Praise be to Allaah.
There is nothing wrong with ending a letter with the phrase “wa’l-salaam,” and it is not a condition that the phrase should be used in full, because when a written abbreviation is used, what the writer means is the complete expression. So when a person says “wa’l-salaam,” what he or she means is “wa’l-salaamu ‘alaykum.” But if the person sending the letter writes “wa’l-salaamu ‘alayka” or “wa’l-salaamu ‘alaykum” at the end, this is better. Umar ibn al-Khattaab ended his letter to the qaadi Shurayh with the words “wa’l-salaamu ‘alayka” [Sunan al-Nisaa’i, 5304] and ‘Umar ibn ‘Abd al-‘Azeez ended his letter to one of his workers in the same way [Muwatta’ Malik, Kitaab al-jihaad].
Ibn Katheer reported in al-Bidaayah wa’l-Nihaayah from Ibn ‘Asaakir that Ziyaad ibn Abi Sufyaan sent Sa’eed ibn al-‘Aas gifts, money and a letter proposing marriage to his daughter. When the gifts, money and letter arrived, [Sa’eed] read the letter, shared out the gifts among the people sitting with him, then wrote a nice, polite letter back to him in which he said: “In the name of Allaah, Most Gracious, Most Merciful. Allaah says: ‘Nay! Verily man does transgress all bounds (in disbelief and evil deeds, etc.), because he considers himself self-sufficient.’ [al-‘Alaq 96:6-7 – interpretation of the meaning]. Wa’l-salaam.”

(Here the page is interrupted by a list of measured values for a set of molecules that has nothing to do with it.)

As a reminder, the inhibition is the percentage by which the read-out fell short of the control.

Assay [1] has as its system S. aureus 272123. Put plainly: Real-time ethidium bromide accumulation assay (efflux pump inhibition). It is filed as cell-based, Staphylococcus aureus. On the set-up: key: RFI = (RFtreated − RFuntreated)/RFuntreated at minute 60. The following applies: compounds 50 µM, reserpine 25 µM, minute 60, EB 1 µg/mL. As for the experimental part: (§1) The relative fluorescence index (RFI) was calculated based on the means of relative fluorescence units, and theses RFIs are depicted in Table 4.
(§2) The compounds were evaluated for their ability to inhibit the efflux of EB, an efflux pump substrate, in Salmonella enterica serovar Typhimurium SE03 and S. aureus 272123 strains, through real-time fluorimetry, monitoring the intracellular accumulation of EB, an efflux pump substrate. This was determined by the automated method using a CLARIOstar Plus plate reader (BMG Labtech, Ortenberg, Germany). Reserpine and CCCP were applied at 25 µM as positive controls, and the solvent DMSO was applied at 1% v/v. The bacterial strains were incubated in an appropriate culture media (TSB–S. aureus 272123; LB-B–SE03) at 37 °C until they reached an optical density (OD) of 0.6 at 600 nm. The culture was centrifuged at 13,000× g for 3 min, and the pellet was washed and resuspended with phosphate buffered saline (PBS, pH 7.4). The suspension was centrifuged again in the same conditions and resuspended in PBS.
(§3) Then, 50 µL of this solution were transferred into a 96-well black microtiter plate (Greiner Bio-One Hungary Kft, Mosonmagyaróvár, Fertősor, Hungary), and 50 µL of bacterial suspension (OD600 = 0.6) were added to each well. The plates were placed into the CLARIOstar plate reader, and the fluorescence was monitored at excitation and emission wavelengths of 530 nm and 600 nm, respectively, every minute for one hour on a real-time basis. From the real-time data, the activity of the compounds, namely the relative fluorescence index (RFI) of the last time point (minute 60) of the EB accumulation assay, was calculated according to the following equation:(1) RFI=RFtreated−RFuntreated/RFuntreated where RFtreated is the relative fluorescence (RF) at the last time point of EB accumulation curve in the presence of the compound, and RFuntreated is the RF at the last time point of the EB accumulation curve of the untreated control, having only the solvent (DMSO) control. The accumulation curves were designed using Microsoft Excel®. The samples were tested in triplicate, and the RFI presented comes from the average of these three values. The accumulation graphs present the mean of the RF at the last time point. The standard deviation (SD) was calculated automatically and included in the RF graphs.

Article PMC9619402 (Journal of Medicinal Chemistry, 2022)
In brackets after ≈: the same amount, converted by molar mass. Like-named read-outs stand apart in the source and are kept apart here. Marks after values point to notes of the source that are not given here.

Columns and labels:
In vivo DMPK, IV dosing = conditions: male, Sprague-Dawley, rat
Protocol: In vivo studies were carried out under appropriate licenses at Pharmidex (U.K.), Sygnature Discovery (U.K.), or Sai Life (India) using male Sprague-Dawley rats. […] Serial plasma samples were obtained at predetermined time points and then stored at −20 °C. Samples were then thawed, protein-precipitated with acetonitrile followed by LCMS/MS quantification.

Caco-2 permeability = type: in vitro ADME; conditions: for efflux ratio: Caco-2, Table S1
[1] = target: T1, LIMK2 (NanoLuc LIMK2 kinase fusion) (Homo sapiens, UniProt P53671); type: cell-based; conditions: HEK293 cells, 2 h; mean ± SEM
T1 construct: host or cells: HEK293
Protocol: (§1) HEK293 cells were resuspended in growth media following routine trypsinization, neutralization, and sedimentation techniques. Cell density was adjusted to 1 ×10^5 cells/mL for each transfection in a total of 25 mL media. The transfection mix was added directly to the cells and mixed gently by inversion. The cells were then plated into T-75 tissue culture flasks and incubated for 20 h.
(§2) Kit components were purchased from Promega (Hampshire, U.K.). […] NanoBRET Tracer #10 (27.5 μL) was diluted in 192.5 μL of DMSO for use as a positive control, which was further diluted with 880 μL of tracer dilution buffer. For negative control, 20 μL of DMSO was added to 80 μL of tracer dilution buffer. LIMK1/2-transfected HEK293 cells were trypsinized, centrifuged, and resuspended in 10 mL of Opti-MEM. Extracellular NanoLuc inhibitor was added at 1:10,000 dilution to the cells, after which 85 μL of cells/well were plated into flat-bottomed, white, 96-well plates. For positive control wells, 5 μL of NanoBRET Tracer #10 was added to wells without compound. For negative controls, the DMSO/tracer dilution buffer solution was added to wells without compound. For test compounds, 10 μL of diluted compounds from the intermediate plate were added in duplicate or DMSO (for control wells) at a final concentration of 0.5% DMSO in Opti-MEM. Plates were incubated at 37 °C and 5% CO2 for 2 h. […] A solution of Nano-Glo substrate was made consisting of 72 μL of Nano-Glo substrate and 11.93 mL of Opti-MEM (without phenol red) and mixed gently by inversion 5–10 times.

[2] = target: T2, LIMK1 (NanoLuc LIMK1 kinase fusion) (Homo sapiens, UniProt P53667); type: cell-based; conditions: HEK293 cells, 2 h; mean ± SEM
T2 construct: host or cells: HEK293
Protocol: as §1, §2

However, the person sending the letter should greet the addressee with the complete phrase (“Al-salaamu alaykum”) at the beginning of the letter, as has been the habit of the Muslims from the time of the Prophet SAWS (peace and blessings of Allaah be upon him) until the present. And Allaah knows best.